This collection brings together world-leading and emerging scholars to explore how the concept of "protection" was applied to Indigenous peoples of Britain’s antipodean colonies. Tracing evolutions in protection from the 1830s until the end of the nineteenth century, the contributors map the changes and continuities that marked it as an inherently ambivalent mode of colonial practice. In doing so, they consider the place of different historical actors who were involved in the implementation of protective policy, who served as its intermediaries on the ground, or who responded as its intended "beneficiaries." These included metropolitan and colonial administrators, Protectors or similar agents, government interpreters and church-affiliated missionaries, settlers with economic investments in the politics of conciliation, and the Indigenous peoples who were themselves subjected to colonial policies. Drawing out some of the interventions and encounters lived out in the name of protection, the book examines some of the critical roles it played in the making of colonial relations.
Table of Contents
Part I: The Conception and Circulation of "Aboriginal Protection"
1. Imagining Protection in the Antipodean Colonies: Actors, Agency and Governance
Samuel Furphy and Amanda Nettelbeck
2. Culture and Policies: Sir George Grey, Protection and the Early Nineteenth-Century Empire
3. "The British Government Is Now Awaking": How Humanitarian Quakers Repackaged and Circulated the 1837 Select Committee Report on Aborigines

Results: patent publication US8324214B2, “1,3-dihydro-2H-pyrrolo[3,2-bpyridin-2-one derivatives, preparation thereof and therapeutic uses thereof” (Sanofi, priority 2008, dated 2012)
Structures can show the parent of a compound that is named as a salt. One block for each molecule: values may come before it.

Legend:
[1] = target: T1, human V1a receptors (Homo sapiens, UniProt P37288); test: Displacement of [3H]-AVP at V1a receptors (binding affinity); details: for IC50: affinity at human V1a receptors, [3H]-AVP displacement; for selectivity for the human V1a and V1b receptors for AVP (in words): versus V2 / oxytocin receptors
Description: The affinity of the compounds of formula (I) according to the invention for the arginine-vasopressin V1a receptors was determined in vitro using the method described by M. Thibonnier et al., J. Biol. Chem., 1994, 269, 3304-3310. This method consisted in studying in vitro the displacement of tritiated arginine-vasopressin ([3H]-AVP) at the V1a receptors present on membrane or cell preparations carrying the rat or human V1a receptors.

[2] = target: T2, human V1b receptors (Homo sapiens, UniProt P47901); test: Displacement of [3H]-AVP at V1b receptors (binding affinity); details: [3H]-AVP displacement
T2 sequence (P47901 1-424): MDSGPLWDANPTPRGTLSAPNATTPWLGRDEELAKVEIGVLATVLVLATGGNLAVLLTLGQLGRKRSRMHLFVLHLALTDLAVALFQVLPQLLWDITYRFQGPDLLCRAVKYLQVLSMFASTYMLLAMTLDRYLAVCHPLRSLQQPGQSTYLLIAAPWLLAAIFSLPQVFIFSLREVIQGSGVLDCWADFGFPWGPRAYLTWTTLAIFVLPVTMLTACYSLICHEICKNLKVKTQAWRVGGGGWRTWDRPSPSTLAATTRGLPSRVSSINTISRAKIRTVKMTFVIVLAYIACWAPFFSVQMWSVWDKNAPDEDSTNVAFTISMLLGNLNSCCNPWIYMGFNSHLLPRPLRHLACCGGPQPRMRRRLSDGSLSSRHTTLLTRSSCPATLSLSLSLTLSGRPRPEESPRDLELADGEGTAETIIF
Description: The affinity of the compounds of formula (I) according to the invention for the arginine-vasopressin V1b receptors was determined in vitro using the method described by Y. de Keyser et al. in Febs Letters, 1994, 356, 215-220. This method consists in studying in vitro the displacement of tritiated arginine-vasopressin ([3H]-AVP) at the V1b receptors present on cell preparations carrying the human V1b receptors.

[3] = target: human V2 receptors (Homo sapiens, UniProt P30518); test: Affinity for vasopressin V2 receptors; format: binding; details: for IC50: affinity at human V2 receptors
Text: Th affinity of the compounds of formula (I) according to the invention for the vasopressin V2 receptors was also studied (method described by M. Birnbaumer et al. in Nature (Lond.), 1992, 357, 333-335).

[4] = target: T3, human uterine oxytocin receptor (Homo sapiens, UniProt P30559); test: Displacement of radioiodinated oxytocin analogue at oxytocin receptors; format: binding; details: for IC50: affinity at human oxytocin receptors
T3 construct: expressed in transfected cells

Penelope Edmonds and Zoë Laidlaw
4. Philanthropy or Patronage?: Aboriginal Protectors in the Port Phillip District and Western Australia
5. Protective Governance and Legal Order on the Colonial Frontier
Part II: Interpreting Protection on the Ground: Actors and Practices
6. Spanning Two Worlds: Protection, Assimilation and the Role of Edward Meurant, Government Interpreter, New Zealand, 1840-1851
7. Edward Shortland and the Protection of Aborigines in New Zealand, 1840-1846
8. Systematic Colonisation and Protection in Western Australia: The Origin and Nature of John Hutt’s Colonial Governance of Aboriginal People
9. Protecting the Protectors: Evaluating the Agency of Missionary-Protectors in the New Settlements of Adelaide and Melbourne, 1838-1840
Part III: Refashioning Protection
10. A Short and Simple Provisional Code: The Pastoralist as "Protector"
11. Lawful Conduct, Aboriginal Protection and Land in Victoria, 1859-1869
Joanna Cruikshank and Mark McMillan
12. Robert John Sholl: Protection "Pilbara-Style"
13. "Protection Talk" and Popular Performance: The Wild Australia Show on Tour, 1892-1893
Samuel Furphy is Research Fellow in the National Centre of Biography, School of History, at the Australian National University.
Amanda Nettelbeck is Professor in History at the University of Adelaide and a Fellow of the Australian Academy of the Humanities.